time travel

Some people live their lives focused on the present. Then there are those who constantly look ahead, striving to achieve greater things in the future. Regardless of how you look at life, one thing is the same for all of us: time. Time is a train that keeps on chugging no matter what; we are all on this moving train whether we like it or not. What if it was somehow possible to get off the train and board a slower train where time moved slower? Since the train represents time, you age slower on the second train. Once you reboard the faster train, you’d be in the future relative to when you first got off the first train; this is the concept of time travel. Most people at one time or another have been exposed to this concept, though usually through television and movies. In reality, time travel is strictly a theory if not a possiblity. Albert Einstein’s theory of relativity opens the door towards the possiblity of time travel. One possible means of time travel is through black holes. On the other side of a black hole is a white hole, while wormholes connect the two. Despite criticism and lack of support, physics tells us that time travel is indeed possible and that the answers lie within the phenomena of space.
First, we must look at Einstein’s theory of relativity. Einstein proved that time can travel at different speeds, and that the speed at which time travels depends upon the state of motion of the observer. The key here is that time is relative to speed and position. For instance, if a traveller decides to travel from the earth to the sun at twice the speed of light, it will take him 250 years to get there since light takes 500 years to reach the sun. Meanwhile, a person observing from earth will age 500 years once the traveller arrives at the sun. When the traveller returns to earth, he will be able to see himself at the sun. This example illustrates the illusion of time; time for the traveller has slowed down due to the remarkable speed of his spaceship. The earth is now 1,000 years older, while the traveller is only 500 years older. Thus, time moves along on earth as usual. Much like the train example, the earth is like the first train, while traveling to the sun is the second train. Einstein’s theory proves that time travel is possible, lets look at the phenomena that takes us even closer.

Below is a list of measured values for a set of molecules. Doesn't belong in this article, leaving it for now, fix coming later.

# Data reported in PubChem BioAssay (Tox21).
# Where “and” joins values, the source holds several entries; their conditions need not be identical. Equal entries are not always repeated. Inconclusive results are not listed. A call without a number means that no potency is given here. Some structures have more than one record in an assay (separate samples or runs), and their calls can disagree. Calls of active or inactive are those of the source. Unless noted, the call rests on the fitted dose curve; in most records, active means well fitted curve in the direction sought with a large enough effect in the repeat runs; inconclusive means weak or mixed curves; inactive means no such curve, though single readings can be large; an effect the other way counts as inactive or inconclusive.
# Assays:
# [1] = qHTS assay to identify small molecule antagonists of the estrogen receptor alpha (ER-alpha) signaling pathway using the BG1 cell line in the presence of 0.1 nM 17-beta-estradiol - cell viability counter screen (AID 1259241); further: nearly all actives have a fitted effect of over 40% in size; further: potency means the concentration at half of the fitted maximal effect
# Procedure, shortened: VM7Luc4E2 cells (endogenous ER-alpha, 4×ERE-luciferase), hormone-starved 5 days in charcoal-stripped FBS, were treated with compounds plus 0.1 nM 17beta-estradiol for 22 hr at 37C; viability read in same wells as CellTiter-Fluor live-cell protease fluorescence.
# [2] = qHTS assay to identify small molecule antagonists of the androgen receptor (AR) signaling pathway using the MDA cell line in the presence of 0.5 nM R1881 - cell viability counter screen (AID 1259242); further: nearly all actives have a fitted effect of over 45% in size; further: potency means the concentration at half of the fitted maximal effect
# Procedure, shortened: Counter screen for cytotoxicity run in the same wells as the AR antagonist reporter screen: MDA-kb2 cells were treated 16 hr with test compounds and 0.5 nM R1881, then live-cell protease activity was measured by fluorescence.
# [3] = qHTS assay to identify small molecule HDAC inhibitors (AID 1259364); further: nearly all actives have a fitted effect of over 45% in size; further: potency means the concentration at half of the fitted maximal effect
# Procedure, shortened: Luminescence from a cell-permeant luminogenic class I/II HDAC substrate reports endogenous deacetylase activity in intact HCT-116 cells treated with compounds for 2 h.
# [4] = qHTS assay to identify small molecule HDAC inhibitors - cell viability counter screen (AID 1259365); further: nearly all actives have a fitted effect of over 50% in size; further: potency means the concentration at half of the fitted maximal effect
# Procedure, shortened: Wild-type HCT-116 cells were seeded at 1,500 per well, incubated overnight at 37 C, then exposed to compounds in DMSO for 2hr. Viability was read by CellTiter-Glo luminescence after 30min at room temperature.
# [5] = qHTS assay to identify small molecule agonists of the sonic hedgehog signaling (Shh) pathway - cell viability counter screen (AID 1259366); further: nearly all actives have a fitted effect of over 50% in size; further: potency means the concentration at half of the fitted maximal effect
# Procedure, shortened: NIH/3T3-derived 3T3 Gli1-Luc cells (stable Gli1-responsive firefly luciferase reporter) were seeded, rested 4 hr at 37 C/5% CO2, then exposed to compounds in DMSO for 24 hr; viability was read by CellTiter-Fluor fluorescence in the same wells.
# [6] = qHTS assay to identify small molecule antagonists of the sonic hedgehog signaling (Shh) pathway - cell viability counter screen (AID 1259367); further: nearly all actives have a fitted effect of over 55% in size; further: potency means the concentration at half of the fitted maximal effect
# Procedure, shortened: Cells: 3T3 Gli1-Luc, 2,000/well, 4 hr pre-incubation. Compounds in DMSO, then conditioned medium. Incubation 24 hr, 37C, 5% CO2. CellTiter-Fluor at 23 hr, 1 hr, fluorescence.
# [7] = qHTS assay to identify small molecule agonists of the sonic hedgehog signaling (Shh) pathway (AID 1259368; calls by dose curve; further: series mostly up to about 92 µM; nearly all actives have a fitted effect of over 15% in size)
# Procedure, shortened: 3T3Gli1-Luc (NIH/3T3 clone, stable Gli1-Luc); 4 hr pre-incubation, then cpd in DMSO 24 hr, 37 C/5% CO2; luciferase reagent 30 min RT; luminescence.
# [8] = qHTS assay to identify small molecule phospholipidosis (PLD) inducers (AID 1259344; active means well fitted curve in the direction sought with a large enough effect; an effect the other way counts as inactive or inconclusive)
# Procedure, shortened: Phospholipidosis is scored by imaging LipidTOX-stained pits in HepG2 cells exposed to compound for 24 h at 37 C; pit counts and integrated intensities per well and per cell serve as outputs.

A black holes is formed from the gravitational collapse of a massive star. Once it has been created, gravitational forces continue pulling in space debris and other matter; this adds to the mass of the core, making it more powerful. Because of this, black holes compress anything that enters its clutches. So what would happen if someone decided to enter a black hole? Black holes act like a one way street in that they only allow objects to fall into them, not out of them. If someone decided to enter a black hole, his or her molecules would compress to the point where the portion of his or her body that is passing through the hole would be compressed like a noodle. This is known as the “spaghetti effect.” As of today, black holes have been found in space, but far too small and untable. If black holes act as an entrance, white holes act as an exit. White holes, on the other hand, are much like black holes in the way they are formed. The difference is that objects are pushed away from the center instead of towards the center. An interesting point here is that white holes expand matter due to its negative gravitational properties. At this point however, white holes are purely theoretical.
A black hole and a white hole are connected by a wormhole, the key to time travel. A wormhole connects two points in space with no regard to time. If you picture space as a piece of paper, a black hole and a white hole would be represented by two holes on the surface. If the paper is folded in half, the two holes would connect somehow. Picture a funnel-shaped throat connecting